Reply
      • June 15, 2018 at 2:06 pm
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        This helps a lot. Thank you

        Reply
  • June 7, 2018 at 7:06 am
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    Dear Velociraptor,
    I like your blog and have also bought UVXY puts. I am wondering what will happen to your short position if there is a volatility event (volatility soars) like the event in february 2018. Will you be forced to cover your short position in VXX? This is a risk that is in my mind very real, but happens not very often. What are your thoughts?

    Reply
    • June 7, 2018 at 8:32 pm
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      Hendrik,

      The short position could be put into a forced to cover scenario if a severe spike makes shares hard to borrow. I had that problem with UVXY and abandoned the attempt. VXX seems to have a lot more shares available to borrow. Still, it is a valid risk. I might do as “David” suggests and switch to synthetic shorts (short call/long put at same strike). If you do that at a distant expiry, the large amount of time value makes it unlikely you will be assigned short shares.

      Reply
  • June 7, 2018 at 2:55 pm
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    You could use synthetic short futures from options(long put + short call) to save some borrow fees. I’m getting about $0.10 discount to spot for September VXX options which comes out to about 1% per year.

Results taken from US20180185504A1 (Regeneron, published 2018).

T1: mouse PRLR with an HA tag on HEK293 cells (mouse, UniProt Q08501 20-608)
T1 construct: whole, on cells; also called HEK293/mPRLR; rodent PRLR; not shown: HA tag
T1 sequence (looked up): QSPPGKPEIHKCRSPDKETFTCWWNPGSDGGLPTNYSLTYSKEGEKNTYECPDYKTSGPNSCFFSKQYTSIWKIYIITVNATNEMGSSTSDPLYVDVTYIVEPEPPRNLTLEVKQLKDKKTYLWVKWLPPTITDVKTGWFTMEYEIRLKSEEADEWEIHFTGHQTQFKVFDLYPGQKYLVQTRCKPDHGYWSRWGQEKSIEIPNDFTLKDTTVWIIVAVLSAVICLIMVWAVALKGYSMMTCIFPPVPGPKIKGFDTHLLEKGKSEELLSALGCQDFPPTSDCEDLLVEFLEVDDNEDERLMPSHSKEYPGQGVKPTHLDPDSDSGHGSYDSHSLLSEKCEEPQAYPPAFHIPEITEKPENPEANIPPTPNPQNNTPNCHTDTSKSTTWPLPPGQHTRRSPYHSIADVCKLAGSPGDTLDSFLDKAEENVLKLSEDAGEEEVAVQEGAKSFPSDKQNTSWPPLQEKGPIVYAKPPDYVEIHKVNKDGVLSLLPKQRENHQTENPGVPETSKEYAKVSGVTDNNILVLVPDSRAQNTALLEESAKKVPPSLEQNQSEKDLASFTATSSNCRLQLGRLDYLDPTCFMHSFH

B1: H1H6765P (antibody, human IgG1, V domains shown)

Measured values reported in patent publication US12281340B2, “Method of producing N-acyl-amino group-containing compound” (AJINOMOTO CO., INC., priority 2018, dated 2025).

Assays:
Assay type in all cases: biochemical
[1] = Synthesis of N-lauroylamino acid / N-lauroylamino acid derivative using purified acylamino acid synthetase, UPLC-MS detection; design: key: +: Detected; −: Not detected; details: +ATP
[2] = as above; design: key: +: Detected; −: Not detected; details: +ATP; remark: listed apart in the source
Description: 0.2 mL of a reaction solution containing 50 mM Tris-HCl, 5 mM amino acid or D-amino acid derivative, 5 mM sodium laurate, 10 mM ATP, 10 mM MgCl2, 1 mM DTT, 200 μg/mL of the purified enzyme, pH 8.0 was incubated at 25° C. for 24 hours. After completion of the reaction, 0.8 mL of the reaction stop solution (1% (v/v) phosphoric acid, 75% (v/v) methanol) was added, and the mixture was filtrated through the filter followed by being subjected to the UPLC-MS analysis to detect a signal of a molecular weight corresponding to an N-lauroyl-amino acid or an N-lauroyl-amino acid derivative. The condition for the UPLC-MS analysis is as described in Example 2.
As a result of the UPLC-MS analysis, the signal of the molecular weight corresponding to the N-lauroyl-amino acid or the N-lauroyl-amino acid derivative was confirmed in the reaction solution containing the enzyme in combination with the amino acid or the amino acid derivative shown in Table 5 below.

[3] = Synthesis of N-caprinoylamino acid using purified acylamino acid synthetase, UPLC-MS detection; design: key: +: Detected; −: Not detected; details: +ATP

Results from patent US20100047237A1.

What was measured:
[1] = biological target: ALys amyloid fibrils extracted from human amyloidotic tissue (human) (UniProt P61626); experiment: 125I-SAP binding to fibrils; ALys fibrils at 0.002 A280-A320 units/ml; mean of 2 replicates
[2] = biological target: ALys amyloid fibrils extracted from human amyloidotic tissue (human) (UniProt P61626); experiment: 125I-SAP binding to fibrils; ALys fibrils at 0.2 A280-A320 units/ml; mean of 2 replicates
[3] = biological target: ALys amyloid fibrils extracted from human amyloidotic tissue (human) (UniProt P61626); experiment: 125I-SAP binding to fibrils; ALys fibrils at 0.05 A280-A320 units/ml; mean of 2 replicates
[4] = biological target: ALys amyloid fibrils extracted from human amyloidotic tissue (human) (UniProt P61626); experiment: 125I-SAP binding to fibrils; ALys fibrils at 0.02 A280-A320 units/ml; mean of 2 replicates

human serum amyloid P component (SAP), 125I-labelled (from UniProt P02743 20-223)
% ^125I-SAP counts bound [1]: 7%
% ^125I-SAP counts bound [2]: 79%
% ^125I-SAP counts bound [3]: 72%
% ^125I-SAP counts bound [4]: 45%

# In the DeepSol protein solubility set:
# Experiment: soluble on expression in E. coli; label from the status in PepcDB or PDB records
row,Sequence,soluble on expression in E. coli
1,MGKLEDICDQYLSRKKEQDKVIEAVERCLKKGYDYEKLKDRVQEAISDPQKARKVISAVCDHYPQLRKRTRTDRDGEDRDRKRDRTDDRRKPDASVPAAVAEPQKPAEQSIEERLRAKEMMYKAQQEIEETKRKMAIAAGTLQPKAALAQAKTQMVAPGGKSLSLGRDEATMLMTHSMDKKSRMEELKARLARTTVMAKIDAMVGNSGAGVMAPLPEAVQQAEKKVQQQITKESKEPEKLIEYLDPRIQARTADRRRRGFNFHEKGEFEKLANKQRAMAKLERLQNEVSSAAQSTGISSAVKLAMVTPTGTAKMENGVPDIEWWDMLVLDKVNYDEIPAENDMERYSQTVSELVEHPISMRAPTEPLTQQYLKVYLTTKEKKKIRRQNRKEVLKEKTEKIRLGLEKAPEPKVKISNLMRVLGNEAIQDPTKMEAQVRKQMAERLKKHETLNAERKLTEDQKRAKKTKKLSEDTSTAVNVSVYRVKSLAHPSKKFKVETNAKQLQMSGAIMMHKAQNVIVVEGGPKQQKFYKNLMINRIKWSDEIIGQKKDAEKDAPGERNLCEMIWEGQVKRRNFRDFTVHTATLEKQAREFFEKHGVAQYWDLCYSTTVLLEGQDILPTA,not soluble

I’m still a bit in UVXY, but I do it with short term deep ITM puts now. I treat the premium as the hard to borrow fee, which comes out to 1~1.5% per month. Not as exciting as OTM puts, but certainly more stable.

    I also moved to VIX puts until curve flattens back to late 2017 levels. When that happens, UVXY will becomes super sensitive to small VIX moves and decay fast. At the same time, VIX and SPX options should be cheap, so there should be a setup where you can be long convexity without paying much for it using UVXY, VIX and SPX options.

    Reply
    • June 7, 2018 at 8:30 pm
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      David,

      I’m monitoring the hard to borrow fees. I might very well switch to synthetic shorts. That route is a little clunky in terms of topping up the position as you have work with a minimum of 100 shares. That is especially problematic right after a split. I like your long convexity trade!

      Reply
    • June 15, 2018 at 2:20 pm
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      Long convexity you mean buying calls when volatility is extremely low and speculate / hedge cheaply?
      When VIX was less than 10 I used to speculate and sell PUTs for strike around 9 – 10 and it took even the smallest increase in vol to get to money.. that trade was working nicely in low vol environment.. so is this a similar approach?

      Reply